The Equal Pay Act became law in 1970, but according to the Fawcett Society, equal pay is still ‘a distant dream’. The majority (60%) of women in workplaces across the UK believe they are earning less than men who are doing the same job.

The Sex Discrimination Act was passed in 1970 but did not become became law until 1975. It was hoped by early feminists that it would serve to protect women from discrimination on the grounds of sex or marital status. But today it is as likely to be used by men claiming they are discriminated against — for example when free drinks are offered to women in bars to promote ‘Lady’s Night’ — than it is by women facing real sexism.

We have come a long way since 1970. At that time, FGM (female genital mutilation) was not a crime, women were denied anonymity when reporting rape and sexual assault, domestic violence was considered to be a ‘private matter’ between husband and wife, and no laws whatsoever were in place to protect lesbians from discrimination.

During the 1970s through to the 1990s, lesbians were in danger of losing custody of their children, often to abusive ex-husbands, for no other reason than their sexuality. Today, lesbians can foster, adopt, marry and have joint custody as same sex couples.

But sexual violence is still a global pandemic. Despite decades of effort from feminists such as myself, in the UK only 1.4% of reported rapes in 2019 will result in a conviction — a significant decrease from a decade ago.

‘Women’s Liberation at 50’ will see women of all ages interact and learn from each other. In today’s climate of a feminism that better suits men that women, many young women in universities are much more likely to be picketing outside of our feminist events, shouting ‘blow jobs are real jobs’ and ‘trans-rights are women’s rights’ than demanding equal pay, maternity leave or an end to male violence.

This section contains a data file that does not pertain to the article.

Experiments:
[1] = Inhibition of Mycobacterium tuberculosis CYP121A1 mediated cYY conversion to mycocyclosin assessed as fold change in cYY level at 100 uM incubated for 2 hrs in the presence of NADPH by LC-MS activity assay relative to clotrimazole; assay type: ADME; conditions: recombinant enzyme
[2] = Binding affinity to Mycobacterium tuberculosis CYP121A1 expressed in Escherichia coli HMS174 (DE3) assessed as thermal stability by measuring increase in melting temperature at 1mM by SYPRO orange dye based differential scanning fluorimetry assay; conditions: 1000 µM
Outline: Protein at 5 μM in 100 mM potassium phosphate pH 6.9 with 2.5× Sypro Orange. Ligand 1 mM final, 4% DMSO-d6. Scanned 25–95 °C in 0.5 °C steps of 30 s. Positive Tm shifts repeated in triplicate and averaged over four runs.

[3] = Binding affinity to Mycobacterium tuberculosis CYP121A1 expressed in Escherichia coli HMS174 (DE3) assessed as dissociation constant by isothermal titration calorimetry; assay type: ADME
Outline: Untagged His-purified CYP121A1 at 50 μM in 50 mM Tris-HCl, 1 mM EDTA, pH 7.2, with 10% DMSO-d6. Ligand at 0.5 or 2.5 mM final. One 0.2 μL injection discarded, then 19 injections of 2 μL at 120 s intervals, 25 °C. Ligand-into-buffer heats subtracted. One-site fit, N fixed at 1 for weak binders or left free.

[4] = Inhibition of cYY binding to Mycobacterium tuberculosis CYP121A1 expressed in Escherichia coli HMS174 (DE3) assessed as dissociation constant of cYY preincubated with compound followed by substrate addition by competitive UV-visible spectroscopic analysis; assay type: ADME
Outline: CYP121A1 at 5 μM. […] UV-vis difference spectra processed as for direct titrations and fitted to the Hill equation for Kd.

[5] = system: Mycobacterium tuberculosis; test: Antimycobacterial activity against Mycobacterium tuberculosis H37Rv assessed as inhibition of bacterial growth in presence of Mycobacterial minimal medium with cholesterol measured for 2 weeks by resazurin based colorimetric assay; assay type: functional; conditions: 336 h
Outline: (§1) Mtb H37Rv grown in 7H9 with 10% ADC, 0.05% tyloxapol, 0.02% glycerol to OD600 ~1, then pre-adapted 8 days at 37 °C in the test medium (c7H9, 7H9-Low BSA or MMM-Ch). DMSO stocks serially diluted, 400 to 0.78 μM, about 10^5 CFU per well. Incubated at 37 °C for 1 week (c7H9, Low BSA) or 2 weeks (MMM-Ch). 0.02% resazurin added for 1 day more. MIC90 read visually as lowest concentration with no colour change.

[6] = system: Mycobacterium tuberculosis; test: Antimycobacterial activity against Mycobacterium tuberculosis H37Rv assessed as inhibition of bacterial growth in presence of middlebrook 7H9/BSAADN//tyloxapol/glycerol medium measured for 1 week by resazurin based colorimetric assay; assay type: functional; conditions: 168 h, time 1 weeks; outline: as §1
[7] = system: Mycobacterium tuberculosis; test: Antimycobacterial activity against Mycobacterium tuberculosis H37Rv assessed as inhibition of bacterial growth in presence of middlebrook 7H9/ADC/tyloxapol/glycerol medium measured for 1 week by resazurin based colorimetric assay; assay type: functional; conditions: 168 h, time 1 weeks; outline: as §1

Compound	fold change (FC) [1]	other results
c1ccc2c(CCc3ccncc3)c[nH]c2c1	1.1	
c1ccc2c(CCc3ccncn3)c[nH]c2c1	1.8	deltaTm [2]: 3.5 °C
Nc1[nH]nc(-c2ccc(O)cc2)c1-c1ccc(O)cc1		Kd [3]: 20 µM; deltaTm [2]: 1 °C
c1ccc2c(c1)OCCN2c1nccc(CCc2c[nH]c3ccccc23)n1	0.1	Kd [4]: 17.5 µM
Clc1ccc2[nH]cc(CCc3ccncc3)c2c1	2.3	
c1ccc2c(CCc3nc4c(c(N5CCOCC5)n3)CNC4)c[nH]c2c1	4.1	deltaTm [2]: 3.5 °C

But the tide is turning and a genuine, grass-roots feminism is enjoying a revival, as attendance of the recent women’s liberation conference in London indicated. One thousand women (and a few men) were there. And the message was that feminism is a collective movement, not about individual women breaking through the glass ceiling.

“We can challenge sexism, and the likes of Harvey Weinstein. We don’t have to stand for this shit anymore,” says one of the organisers of tomorrow’s event, Tracy Walsh. “In the 60s and 70s there was some fantastic activism that needs to be revived today. Imagine turning up at Miss World and disrupting it in the way that Sally did.”

I hope passionately that the conference does inspire and invigorate — just as I was inspired and invigorated in 1979. For, despite 50 years of campaigning, young women are, in many ways, worse off. Feminism is the only social justice movement on the planet that prioritises women and girls. We must inspire a new generation to take up the mantle.